And Then I Fell Out the Window

Life, examined and punted around

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Tales from Work: Off to the Rat Race

A while ago, when I was bored, I made a list called “Every Job I’ve Ever Had.” It covered quite the variety of minimum wage pursuits, some degrading, some boring, some life-changing. Being 24 means I’ve been in the work force for 10-odd years now, so I thought the list was worth sharing. Especially since I just started a new job today, one that is a real, actual, factual, Grown Up Job, departing from everything else on this strange little list. But more on that at the end.

Every Job I Have Ever Had

  • Detasseler (Age 14. If you know what detasseling is you probably also grew up in the Midwest like me, and perhaps you too know the anguish of a cornfield on a sweltering July day with a bunch of swearing junior high kids in sweaty gloves)
  • McDonalds employee (Age 16-18. My high school career, which allowed me to work around marching band practice and late night play rehearsals. I’m still amazed at how many good stories I’ve managed to milk from my time at that McDonalds.)
  • Brunch server (Age 18-19.)
  • Cafe worker (Age 18-19, carrying on my food service prowess as queen of the late night pizza assembly line.)
  • Amusement park attendant (Age 19. Dumbest job ever and best summer ever. I met amazing coworkers from Bulgaria, Turkey, and Russia, a couple of whom I got to see in Turkey several years later.)
  • Custodian (Age 19. Very short lived. For a few months I would roll out of bed twice a week to listen to my “Music for Midnight” podcast of chill music and vacuum the science building hallways.)
  • College newspaper writer (Age 19-22, on and off. Proudest moment was having my own comic strip in the paper. Much wit! Wow! Such popular!)
  • Camp counselor and canoe guide (Age 22. Best summer job ever. Lived in a tent, was uncomfortable 80% of the time, was joyful 100% of the time. I learned a ton, felt like a badass, didn’t earn a ton of money, and was totally okay with that.)
  • Baker (Age 23. Baked enough muffins, cookies, scones and bars to cover Mt. Rushmore and heard enough gossip and trash talk to fill up an hour of air time on MTV.)
  • Gas station cashier (Age 23, a brief stint. Lordy. Met some beautiful ugly people and some ugly beautiful people and one very sad alcoholic homeless man.)
  • New age gift shop salesperson (Age 24. Always nice to support small businesses, but it’s also nice to get paid more often than once a month, and to have a computer instead of having to hand-write every purchase in a little notebook. The bookkeeping methods drove me crazy and for a store filled with singing bowl, crystals, and calming music, I was surprisingly on edge all the time.)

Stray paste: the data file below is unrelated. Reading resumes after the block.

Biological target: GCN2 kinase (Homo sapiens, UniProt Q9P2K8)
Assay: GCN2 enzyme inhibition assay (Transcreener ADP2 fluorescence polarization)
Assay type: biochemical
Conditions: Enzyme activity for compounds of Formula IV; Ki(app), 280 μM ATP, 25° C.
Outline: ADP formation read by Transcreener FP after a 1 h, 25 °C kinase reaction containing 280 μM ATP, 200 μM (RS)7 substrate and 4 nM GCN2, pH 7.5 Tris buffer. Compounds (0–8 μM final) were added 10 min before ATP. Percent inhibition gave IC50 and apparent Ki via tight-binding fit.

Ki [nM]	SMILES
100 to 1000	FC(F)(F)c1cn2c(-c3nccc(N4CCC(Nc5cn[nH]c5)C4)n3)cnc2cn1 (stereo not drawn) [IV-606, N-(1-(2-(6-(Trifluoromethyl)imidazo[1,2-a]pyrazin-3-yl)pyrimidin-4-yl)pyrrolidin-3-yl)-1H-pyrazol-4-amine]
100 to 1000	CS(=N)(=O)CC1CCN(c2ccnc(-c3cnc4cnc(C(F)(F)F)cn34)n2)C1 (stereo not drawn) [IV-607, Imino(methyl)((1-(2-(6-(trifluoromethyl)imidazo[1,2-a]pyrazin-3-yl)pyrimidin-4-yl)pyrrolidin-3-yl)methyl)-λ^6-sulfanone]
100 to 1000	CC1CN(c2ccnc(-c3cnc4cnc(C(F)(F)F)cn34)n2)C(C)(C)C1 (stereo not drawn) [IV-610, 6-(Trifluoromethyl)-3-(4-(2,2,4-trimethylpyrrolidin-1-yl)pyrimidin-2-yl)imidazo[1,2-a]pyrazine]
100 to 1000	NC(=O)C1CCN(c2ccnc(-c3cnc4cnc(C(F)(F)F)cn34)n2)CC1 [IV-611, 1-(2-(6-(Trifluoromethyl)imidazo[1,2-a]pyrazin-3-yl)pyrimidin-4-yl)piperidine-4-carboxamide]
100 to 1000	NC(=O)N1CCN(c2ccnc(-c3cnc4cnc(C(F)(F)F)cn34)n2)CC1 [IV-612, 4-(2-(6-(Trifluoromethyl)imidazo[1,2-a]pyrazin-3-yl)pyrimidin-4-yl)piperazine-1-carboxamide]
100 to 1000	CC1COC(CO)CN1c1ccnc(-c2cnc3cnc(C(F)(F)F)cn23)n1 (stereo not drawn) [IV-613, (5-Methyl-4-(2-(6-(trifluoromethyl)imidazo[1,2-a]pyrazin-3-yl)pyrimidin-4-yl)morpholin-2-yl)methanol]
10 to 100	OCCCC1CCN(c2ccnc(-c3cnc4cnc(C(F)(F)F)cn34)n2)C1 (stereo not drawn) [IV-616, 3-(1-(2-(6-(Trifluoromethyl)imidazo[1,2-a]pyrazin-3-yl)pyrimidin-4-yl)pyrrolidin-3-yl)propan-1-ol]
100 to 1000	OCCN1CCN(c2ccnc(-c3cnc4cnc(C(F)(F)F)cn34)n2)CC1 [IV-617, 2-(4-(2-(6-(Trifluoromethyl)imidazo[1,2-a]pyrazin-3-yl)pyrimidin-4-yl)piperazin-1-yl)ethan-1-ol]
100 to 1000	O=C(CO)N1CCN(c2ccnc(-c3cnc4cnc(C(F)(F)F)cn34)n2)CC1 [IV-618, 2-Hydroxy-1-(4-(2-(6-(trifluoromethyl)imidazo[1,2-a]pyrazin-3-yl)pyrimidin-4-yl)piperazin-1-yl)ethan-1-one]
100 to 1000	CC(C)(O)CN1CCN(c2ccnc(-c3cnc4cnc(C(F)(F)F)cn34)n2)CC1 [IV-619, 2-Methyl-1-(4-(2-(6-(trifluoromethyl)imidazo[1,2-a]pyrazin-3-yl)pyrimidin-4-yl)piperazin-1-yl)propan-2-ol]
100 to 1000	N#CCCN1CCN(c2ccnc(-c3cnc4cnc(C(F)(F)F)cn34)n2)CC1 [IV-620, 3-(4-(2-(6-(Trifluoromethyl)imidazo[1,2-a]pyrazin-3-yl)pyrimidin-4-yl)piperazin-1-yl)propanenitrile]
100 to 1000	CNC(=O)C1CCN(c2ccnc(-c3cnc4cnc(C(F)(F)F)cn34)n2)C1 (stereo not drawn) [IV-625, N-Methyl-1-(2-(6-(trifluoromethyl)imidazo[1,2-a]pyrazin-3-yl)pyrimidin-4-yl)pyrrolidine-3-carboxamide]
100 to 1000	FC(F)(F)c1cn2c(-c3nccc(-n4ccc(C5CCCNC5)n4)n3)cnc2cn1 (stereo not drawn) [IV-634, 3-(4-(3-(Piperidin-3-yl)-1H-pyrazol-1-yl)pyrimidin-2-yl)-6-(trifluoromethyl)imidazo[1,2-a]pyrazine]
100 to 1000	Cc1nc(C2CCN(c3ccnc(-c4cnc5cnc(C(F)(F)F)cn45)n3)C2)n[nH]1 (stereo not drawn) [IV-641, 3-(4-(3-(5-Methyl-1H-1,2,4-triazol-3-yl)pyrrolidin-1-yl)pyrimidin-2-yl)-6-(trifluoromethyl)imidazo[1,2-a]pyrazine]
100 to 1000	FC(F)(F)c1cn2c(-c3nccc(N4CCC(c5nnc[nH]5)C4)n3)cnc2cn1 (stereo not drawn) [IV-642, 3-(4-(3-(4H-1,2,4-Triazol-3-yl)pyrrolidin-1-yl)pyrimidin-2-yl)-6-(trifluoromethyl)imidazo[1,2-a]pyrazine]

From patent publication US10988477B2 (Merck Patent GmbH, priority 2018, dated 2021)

• Tea salesperson (Age 24. I just finished up there last week, which was bittersweet. On one hand, the mall is hell and most of the people in it are vapid hellions. And the more I worked in retail the more I could relate to Bernard Black from Black Books. On the other hand, my coworkers were anything but, except for that one dreadful girl, and I learned SO much about tea and how to connect with customers one on one.)

10 years, 12 jobs. Not bad. Not that any of them really look good on a LinkedIn profile or a resume, but that insane patchwork of places and people and odd skills has, I like to think, made me a more interesting person. (Imagine if I did put everything on my resume–

“Job-related skills:

-Frantically sewing up broken stuffed animals to use as prizes behind a games booth

-Being an ambassador for feuds between the Turks and the Bulgarians at the theme park

-Wrangling cookie dough out of a 60-quart mixing bowl (oh, and lifting said mixing bowl onto a counter)

-Explaining the many benefits of cast iron teapots

-Learning the many (bullshit) uses of crystals for healing and energy channeling and telling customers about them with a straight face” )

Longest parenthetical ever. The big news of this blog is, of course, that after ten years of bouncing around between the strangest mix of jobs available, I have finally landed an editing job–a real, grown-up job that uses my major, and that has a regular Monday-Friday schedule in an office with desks and a water cooler–a water cooler!  It’s funny. The only experience I have with jobs in offices like this are from TV shows like, The Office or movies like Office Space, which all have sort of wacky-but-contained characters and gossip and self-loathing. I’m sort of amazed at how much truth there is to that. Except, I hope, for the self-loathing. People at my work seem to be enjoying their job for the most part.

My supervisor is a woman with messy dyed hair and framed pictures of cats by her computer, who will stop into the editorial office to show me and my two coworkers a “Beatles vs Rolling Stones” book or to talk about the video game she got addicted to this weekend. The office, though small, is a mixture of Arab speakers from several countries, a couple of Kenyans, and Iowans. I share an office with two other editors, and I already feel like I’m starting to fit into this strange little family. We shall see what new Work Tales arise. Onward!